Besides Colonel Ross the mission is to include astrophysicist Dr. John Kane (Ian Hendry), the head of the Sun Probe project. Mission is want Portugal in order to reserve resources during the six-week round-trip journey the two men I help them basis, their vital functions provided by heart-long-kidney support machines. On schedule the astronauts find themselves in orbit around the alternate Earth. During reentry their shuttlecraft is hit by an electrical storm and crashes into the mountains of Mongolia. Nasty rescue team is dispatch to return them but Dr. Kane is critically injured and soon succumbs to them. During the debriefing Ross is told that his mission had been aborted. Ross denies any knowledge of this and as it a turn out that’s just the beginning of his suspicions that something went terribly wrong. Ross can’t help but to notice that the clots are running anticlockwise and causing driving on the wrong side of the street. His only conclusion is that this on the alternate Earth and everything is the reverse of his world. Ross’ wife, Sharon (Lynn Loring), finds his claims incredulous.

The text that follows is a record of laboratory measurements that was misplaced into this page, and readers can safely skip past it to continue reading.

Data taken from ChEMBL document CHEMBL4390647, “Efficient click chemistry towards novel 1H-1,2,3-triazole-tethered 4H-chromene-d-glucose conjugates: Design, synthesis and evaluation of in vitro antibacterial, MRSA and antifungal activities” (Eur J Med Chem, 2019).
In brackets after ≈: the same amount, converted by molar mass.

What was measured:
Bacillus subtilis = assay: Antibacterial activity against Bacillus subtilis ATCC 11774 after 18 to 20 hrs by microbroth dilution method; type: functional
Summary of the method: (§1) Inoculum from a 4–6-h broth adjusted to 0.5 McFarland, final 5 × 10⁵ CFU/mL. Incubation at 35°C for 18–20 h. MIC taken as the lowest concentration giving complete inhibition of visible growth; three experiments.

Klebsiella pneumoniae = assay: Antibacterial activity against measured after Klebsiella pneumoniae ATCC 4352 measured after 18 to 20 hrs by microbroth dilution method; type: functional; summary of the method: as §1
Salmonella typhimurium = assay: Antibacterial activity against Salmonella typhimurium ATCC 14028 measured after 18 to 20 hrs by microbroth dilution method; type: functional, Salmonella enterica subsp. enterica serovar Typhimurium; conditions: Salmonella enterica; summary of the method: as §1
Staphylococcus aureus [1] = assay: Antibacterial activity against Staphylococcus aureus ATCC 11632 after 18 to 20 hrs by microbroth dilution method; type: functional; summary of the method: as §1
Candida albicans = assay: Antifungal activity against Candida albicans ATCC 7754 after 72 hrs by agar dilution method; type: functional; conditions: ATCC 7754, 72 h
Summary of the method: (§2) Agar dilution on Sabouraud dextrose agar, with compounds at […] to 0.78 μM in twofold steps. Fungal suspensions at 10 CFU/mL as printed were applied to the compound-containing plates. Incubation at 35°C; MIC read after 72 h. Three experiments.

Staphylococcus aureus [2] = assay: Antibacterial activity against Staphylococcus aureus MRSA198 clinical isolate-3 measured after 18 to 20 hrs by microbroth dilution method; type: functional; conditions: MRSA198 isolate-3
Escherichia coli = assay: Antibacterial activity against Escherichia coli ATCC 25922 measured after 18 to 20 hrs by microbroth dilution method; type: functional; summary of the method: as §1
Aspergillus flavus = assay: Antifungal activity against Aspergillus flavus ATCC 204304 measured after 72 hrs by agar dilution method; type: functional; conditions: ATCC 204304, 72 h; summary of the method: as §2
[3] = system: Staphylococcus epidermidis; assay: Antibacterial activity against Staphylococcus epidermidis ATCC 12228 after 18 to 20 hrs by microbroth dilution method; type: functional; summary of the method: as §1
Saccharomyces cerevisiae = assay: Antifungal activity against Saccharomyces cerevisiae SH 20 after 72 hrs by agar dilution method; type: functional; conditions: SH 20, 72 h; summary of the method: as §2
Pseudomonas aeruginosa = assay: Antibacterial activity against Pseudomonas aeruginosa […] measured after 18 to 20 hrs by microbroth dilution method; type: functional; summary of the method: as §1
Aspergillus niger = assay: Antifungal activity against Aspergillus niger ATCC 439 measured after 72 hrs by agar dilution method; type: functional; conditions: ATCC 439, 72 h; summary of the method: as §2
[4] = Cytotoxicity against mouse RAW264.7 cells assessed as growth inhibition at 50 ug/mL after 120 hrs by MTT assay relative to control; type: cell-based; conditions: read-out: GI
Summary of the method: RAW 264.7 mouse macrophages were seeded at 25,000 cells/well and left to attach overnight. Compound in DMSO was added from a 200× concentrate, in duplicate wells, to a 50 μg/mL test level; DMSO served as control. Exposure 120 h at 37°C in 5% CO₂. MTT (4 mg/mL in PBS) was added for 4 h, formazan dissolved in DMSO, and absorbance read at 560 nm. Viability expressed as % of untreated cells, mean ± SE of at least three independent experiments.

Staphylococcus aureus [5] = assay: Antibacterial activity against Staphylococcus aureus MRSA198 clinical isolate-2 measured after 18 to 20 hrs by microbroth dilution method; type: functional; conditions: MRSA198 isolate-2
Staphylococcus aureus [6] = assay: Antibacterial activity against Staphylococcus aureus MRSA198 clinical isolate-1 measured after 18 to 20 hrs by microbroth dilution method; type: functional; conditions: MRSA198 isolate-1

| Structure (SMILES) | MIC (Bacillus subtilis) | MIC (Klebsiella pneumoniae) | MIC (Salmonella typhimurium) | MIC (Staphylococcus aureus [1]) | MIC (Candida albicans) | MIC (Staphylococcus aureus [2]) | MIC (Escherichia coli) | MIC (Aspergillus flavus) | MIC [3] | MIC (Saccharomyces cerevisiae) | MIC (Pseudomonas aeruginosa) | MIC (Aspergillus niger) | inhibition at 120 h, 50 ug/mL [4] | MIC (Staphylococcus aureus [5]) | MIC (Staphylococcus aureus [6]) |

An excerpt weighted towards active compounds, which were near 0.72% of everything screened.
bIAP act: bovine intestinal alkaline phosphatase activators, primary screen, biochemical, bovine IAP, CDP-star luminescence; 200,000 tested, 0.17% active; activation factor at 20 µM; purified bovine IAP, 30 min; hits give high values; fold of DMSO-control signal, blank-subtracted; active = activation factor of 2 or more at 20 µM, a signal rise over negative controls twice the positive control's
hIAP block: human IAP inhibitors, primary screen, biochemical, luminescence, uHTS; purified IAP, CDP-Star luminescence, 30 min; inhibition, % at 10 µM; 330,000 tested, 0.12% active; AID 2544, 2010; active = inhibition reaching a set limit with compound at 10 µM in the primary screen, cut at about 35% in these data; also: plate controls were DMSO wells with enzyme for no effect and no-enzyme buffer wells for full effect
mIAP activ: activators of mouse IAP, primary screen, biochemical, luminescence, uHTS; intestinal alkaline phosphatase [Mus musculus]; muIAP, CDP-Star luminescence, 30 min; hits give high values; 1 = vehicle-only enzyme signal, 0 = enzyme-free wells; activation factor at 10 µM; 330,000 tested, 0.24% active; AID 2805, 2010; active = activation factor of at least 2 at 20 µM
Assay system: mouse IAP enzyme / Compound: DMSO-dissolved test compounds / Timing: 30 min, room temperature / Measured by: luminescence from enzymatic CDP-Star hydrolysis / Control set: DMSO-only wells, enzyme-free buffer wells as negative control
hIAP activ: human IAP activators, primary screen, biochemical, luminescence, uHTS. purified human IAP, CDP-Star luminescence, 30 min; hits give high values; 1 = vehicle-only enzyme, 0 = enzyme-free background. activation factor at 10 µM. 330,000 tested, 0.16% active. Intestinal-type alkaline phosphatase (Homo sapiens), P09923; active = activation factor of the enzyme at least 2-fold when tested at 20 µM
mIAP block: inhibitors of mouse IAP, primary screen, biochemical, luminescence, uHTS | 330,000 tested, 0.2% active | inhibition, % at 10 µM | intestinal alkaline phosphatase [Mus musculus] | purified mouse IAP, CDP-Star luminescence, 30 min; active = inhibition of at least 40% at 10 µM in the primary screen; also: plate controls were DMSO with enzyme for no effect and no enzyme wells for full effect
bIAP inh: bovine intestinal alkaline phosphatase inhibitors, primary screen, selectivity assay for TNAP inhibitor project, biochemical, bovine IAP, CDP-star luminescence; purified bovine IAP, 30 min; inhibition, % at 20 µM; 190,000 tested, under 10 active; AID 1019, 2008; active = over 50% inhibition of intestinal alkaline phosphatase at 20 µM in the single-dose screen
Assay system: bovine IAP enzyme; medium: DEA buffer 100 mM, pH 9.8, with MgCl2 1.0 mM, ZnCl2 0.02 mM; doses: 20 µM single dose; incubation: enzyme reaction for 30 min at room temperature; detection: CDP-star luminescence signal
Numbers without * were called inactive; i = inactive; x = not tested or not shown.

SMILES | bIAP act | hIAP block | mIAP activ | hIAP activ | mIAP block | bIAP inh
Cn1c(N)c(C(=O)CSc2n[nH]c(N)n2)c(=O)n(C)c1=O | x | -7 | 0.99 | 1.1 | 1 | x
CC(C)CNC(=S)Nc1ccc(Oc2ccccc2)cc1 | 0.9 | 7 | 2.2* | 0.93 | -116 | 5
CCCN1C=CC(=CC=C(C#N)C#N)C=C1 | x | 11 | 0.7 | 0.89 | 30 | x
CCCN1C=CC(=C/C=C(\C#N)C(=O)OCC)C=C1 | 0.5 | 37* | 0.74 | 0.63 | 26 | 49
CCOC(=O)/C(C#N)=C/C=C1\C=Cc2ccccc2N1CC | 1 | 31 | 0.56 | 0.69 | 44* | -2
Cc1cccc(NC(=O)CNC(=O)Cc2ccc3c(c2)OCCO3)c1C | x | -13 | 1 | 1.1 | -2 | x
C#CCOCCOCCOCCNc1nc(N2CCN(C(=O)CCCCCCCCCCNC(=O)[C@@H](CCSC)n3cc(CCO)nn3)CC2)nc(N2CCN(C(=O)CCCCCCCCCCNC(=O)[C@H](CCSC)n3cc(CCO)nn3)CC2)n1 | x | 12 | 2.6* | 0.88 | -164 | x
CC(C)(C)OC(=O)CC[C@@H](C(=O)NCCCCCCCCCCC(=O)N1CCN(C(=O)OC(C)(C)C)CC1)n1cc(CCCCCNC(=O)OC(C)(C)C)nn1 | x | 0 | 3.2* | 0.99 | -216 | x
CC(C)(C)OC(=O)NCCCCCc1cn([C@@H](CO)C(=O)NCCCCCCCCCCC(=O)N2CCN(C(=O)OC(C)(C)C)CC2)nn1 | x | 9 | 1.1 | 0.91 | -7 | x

It is up to our intrepid protagonist to find some way to return to the ‘earth’. This requires that you rebuild the shuttlecraft, fighting against the obstacle of the technology being reversed what is used to. As a left-handed person, I found this rather insulting. Scissors, notebooks and other everyday items made specifically for the right-handed majority. I remember an episode of the original Outer Limits man is put into a mirror world only in that instance they took the flipped perspective down to the molecular level with left-handed sugars and right-handed amino acids; the opposite stereo optic configuration found in our organic chemistry. Although story does manage to create a suitable amount of tension or made-for-TV film but it must be kept in mind that this was intended for theatrical release. The similarities in style and greater than usual need to suspend belief that I find frequently carries over to being better able to accept the low-budget clicks made popular by the SyFy network. It all comes down to the level of expectations you have as you slide the disc into the open tray of your player. My ‘upbringing’ is a film enthusiast began with those matinee movies previously described. Next, as a teenager I was in the right time and place to be a regular audience member in the grind house theaters that populated Manhattan. Eventually, my appreciation of film and the criteria are used to evaluate them became more refined as I began to understand such critical details as directorial style, camera angles, lighting and the subtle nuances of such aspects as the performances and editing. The early years were all about having fun. It never would occur to me to examine the use of Dutch angles or any other stylistic device. The criteria were much simpler back then; was the movie enjoyable, was it fun to watch. As far as this film goes the answer was generally yes. I can remember enough times watching this film and being entertained, that I was anxious to see it in high definition. Of course, greater detail can produce some negative results as flaws become more noticeable. Still, the movie holds up as a popcorn flick suitable for the entire family.